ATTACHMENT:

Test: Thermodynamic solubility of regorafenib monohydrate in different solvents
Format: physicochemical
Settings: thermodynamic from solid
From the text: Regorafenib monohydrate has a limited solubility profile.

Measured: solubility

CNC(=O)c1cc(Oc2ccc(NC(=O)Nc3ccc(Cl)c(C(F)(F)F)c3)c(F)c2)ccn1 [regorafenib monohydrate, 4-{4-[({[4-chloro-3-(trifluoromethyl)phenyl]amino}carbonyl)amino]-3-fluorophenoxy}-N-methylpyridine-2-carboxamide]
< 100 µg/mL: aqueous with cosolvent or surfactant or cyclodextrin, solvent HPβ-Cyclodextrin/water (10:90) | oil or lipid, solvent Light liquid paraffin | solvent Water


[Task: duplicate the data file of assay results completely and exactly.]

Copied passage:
Test: Thermodynamic solubility of regorafenib monohydrate in different solvents
Format: physicochemical
Settings: thermodynamic from solid
From the text: Regorafenib monohydrate has a limited solubility profile.

Measured: solubility

CNC(=O)c1cc(Oc2ccc(NC(=O)Nc3ccc(Cl)c(C(F)(F)F)c3)c(F)c2)ccn1 [regorafenib monohydrate, 4-{4-[({[4-chloro-3-(trifluoromethyl)phenyl]amino}carbonyl)amino]-3-fluorophenoxy}-N-methylpyridine-2-carboxamide]
< 100 µg/mL: aqueous with cosolvent or surfactant or cyclodextrin, solvent HPβ-Cyclodextrin/water (10:90) | oil or lipid, solvent Light liquid paraffin | solvent Water